"May I be free from oppression..."--The Sublime Attitudes
I have been traveling. In my mind, that is. I have been reading novels. They have transported me effortlessly through time and space, and given me hours of out-of-this body experience. It has been a while since I spent so much time in novel-land, and I had almost forgotten what a pleasure it can be. Let me tell you...
... about my trip to pre-World War II Europe with Alan Furst, who writes about the period as though he had lived it (he can't have done: he looks much too young and besides, his website informs us that he was born in Manhattan.) His characters move typically not at the center of historical action, but at the periphery; not primarily in the familiar theaters of war--Germany, France, England--but at the uncomfortable edges, places like Spain and Czechoslovakia, Hungary, Austria; and they are drawn in by the centrifuge of history into the mass of small intrigues that fuel it. I first learned about Furst from my son--thank you, Jason--and just recently finished the third of the three books I have read, "The Foreign Correspondent," whose central character is an underground Italian journalist, engaged, with a small coterie of associates, in the dangerous work of keeping the flames of freedom safe from the oppression of fascism with the small-circulation Italian newspaper that he covertly writes and edits. It's absorbing to accompany him on his missions through the crowded cafes of Paris, the seedy hotels of Hitler's Berlin, and the oppressive back streets of his Mussolini-dominated homeland. It's Furst's instinctive grasp of the history, of the diverse national identities, of the currents of power and cultural detail that sweep me into the experience of an historical period from whose example we should now, in the present, be learning about the dangers of secrecy and the seizure of civil rights.
I have also made a painful journey into the heart of Afghanistan, courtesy of Khaled Hosseini, whose first book, "Kite Runner," was the gripping tale of a boy growing up in that cauldron of the current Middle Eastern struggle with its own history, and the conflict of its religious and cultural traditions with the modern age. "A Thousand Splendid Suns," Hosseini's second book, follows the dreadful, ever worsening fate of two women through the recent history of Afghanistan--from the quasi-medieval pre-contemporary period to the Soviet occupation and the armed resistance of the mujahadeen, to the expulsion of the Soviets and the arrival of the despicable Taliban, and the eventual rout of the Taliban after jihadist attacks on New York's World Trade Center. Theirs, too, is a story of oppression--by a society traditionally dominated by men, whose sense of honor, entitlement and religion justifies any abuse they choose to visit upon their wives and daughters, from the deprivation of education, to virtual imprisonment, all the way to physical abuse and murder with impunity. The two brave women at the center of this story--one of them from the country, barely educated but innately sensitive and intelligent, the other from the city, secretly educated by an enlightened father--are married to the same monster of a man, to whose abuses one eventually succumbs, while the other barely survives. This, in the context of flying bullets and raining morters, destroyed lives at times near starvation. The reader is relieved, at the end, by a note of hope and the miraculous survival of love--along with the realization that the post 9/11 American intervention in that country was truly an act of liberation, but one from which, tragically, our own country was distracted by the ill-thought invasion of Iraq. To any reader of this book, the notion that the Taliban might be permitted to reestablish power in Afghanistan is an unimaginable nightmare.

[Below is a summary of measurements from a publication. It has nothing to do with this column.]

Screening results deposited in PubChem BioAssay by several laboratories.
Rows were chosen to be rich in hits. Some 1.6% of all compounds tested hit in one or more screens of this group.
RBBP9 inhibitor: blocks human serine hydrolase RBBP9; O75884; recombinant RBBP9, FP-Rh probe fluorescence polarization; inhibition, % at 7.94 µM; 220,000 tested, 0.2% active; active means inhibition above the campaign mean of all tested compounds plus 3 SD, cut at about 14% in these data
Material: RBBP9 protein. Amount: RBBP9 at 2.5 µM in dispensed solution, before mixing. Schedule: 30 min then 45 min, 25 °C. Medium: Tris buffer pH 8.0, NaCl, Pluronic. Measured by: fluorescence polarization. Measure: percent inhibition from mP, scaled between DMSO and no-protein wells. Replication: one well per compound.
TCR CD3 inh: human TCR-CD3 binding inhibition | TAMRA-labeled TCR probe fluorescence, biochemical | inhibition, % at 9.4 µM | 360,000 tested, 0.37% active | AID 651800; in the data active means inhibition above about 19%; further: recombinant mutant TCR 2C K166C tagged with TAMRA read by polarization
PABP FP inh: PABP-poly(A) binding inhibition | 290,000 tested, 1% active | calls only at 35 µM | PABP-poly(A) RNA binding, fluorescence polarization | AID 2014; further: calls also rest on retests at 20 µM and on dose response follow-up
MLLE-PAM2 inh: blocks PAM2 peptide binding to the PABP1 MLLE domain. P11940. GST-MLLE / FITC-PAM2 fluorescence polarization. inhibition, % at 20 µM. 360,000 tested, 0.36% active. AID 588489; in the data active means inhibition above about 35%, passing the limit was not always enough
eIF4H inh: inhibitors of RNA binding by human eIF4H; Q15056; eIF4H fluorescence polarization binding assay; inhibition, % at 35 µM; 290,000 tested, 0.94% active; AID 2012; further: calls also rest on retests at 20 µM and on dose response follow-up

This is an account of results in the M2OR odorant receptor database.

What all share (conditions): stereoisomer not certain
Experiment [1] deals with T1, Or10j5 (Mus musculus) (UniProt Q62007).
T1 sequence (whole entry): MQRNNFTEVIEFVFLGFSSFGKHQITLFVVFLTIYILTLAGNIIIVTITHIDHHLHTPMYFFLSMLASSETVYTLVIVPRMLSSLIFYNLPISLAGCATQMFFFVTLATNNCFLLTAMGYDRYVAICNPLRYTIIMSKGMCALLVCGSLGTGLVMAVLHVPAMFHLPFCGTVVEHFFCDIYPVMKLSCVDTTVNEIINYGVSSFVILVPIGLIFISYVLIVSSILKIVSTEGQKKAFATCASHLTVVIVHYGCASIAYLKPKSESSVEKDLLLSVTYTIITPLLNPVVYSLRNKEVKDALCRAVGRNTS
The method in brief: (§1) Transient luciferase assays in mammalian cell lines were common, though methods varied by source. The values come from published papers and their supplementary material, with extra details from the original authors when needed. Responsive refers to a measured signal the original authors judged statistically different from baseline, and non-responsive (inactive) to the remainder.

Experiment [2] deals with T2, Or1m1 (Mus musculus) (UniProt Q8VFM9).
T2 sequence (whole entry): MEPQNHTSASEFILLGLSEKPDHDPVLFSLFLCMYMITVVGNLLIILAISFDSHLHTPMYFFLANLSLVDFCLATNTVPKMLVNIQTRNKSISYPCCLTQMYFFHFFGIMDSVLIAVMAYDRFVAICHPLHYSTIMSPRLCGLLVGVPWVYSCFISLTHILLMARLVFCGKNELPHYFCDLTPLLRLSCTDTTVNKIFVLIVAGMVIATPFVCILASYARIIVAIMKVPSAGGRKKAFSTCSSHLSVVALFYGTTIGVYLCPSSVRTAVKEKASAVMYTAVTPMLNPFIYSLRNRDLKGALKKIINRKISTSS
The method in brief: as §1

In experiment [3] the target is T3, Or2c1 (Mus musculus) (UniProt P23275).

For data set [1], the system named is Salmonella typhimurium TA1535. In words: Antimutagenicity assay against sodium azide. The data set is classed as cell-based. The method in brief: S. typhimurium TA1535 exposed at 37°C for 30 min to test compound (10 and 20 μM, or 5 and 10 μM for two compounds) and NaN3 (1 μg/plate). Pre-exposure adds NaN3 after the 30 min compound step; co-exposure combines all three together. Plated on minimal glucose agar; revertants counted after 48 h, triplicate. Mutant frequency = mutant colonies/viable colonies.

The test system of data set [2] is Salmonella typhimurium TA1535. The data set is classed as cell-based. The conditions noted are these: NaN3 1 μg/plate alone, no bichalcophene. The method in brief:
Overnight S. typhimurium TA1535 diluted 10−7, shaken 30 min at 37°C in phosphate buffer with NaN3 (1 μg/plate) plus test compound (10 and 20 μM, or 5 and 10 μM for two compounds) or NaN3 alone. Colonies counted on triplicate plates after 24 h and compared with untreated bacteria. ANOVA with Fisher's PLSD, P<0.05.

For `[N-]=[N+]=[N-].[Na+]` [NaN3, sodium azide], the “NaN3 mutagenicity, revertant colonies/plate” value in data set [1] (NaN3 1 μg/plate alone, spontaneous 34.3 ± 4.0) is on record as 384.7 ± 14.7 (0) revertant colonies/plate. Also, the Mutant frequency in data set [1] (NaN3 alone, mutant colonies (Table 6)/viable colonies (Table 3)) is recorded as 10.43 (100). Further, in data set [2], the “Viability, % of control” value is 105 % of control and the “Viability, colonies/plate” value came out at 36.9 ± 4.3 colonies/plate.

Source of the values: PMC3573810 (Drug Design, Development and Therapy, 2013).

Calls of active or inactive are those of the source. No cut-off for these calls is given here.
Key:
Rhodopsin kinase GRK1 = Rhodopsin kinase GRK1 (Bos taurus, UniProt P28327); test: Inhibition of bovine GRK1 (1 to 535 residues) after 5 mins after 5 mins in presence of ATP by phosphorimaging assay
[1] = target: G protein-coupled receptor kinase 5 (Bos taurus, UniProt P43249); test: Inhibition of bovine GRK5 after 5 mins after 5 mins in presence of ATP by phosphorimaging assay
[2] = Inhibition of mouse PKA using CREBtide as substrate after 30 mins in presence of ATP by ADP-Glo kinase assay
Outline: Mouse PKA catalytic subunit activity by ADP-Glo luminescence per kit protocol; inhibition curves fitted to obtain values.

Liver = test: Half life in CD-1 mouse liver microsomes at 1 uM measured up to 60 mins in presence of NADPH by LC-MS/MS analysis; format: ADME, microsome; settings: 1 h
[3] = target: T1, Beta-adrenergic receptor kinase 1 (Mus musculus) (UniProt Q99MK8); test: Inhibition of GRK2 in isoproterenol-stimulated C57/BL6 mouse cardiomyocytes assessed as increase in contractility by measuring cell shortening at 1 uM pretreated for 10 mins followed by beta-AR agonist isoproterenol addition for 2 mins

Ah, yes. And then Australia, where Richard Flanagan's "The Unknown Terrorist" takes place, in a society depicted in a way that the American reader cannot but make comparisons with our own. Flanagan's Sydney is a city whose denizens are obsessed with materialistic notions of well-being and success, where the media become the willing vehicle for product promotion and the expansion of corporate control, where politicians cynically distort the truth in order to satisfy their egos and consolidate their power, where the police capitulate to the whims of the politicians and the media, where the rich parade their wealth and the poor descend into despair, prostitution, drug and alcohol abuse, and degradation. Against this backdrop, the book's main character and focus, the Doll, a pole dancer in a strip joint, falls victim to lies, calumny and innuendo in a momentary bout of civic hysteria about a supposed terrorist plot (non-existent, as we eventually discover) to attack the city. We follow her as she becomes, innocently, more and more deeply entangled in the twisted schemes of evil men who claim to have the interests of the homeland at heart, and accompany her in a tragic descent into a finally inescapable destiny.
"The Unknown Terrorist" is a compelling read--one of those books you want to read at a single sitting--and one that offers a terrifying picture of the current state of the world, dominated as we are by genuine fear and pumped-up paranoia, and where we all too willingly surrender our rights--along with our good sense--to the hysteria of the moment. Fear itself, readily exploited by those hungry for wealth and power, is the oppressor; and the book is a timely reminder of our need to remain conscious and alert to the ever-present danger of being swallowed up in the nightmare.
As a part of my daily meditation practice, I include that wish from the Sublime Attitudes: May I be free from oppression... May all living beings be free from oppression. These three books make that wish all the more urgent, all the more needed, all the more real.